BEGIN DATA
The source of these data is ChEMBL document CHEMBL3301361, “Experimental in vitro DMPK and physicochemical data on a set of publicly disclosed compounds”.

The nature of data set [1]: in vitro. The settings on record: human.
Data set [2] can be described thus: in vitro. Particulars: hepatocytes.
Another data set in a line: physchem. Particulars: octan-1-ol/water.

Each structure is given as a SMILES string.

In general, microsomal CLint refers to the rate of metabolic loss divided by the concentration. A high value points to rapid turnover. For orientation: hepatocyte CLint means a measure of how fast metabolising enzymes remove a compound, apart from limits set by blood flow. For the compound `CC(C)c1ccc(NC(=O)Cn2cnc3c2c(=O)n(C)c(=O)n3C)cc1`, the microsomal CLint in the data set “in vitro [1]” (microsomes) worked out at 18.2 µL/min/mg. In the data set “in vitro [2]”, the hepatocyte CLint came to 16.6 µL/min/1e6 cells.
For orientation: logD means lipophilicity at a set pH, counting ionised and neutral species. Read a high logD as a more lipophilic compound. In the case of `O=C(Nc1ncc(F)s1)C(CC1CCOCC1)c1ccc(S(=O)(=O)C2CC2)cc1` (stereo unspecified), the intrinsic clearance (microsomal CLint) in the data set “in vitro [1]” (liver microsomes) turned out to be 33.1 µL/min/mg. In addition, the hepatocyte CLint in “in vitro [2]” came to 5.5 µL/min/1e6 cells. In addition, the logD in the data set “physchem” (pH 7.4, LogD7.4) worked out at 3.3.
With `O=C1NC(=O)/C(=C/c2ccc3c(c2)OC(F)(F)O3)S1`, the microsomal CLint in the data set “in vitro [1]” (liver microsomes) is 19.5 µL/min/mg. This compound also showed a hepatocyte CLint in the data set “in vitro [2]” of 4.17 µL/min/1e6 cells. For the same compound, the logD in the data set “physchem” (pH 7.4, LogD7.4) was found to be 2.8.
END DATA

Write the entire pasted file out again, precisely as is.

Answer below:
The source of these data is ChEMBL document CHEMBL3301361, “Experimental in vitro DMPK and physicochemical data on a set of publicly disclosed compounds”.

The nature of data set [1]: in vitro. The settings on record: human.
Data set [2] can be described thus: in vitro. Particulars: hepatocytes.
Another data set in a line: physchem. Particulars: octan-1-ol/water.

Each structure is given as a SMILES string.

In general, microsomal CLint refers to the rate of metabolic loss divided by the concentration. A high value points to rapid turnover. For orientation: hepatocyte CLint means a measure of how fast metabolising enzymes remove a compound, apart from limits set by blood flow. For the compound `CC(C)c1ccc(NC(=O)Cn2cnc3c2c(=O)n(C)c(=O)n3C)cc1`, the microsomal CLint in the data set “in vitro [1]” (microsomes) worked out at 18.2 µL/min/mg. In the data set “in vitro [2]”, the hepatocyte CLint came to 16.6 µL/min/1e6 cells.
For orientation: logD means lipophilicity at a set pH, counting ionised and neutral species. Read a high logD as a more lipophilic compound. In the case of `O=C(Nc1ncc(F)s1)C(CC1CCOCC1)c1ccc(S(=O)(=O)C2CC2)cc1` (stereo unspecified), the intrinsic clearance (microsomal CLint) in the data set “in vitro [1]” (liver microsomes) turned out to be 33.1 µL/min/mg. In addition, the hepatocyte CLint in “in vitro [2]” came to 5.5 µL/min/1e6 cells. In addition, the logD in the data set “physchem” (pH 7.4, LogD7.4) worked out at 3.3.
With `O=C1NC(=O)/C(=C/c2ccc3c(c2)OC(F)(F)O3)S1`, the microsomal CLint in the data set “in vitro [1]” (liver microsomes) is 19.5 µL/min/mg. This compound also showed a hepatocyte CLint in the data set “in vitro [2]” of 4.17 µL/min/1e6 cells. For the same compound, the logD in the data set “physchem” (pH 7.4, LogD7.4) was found to be 2.8.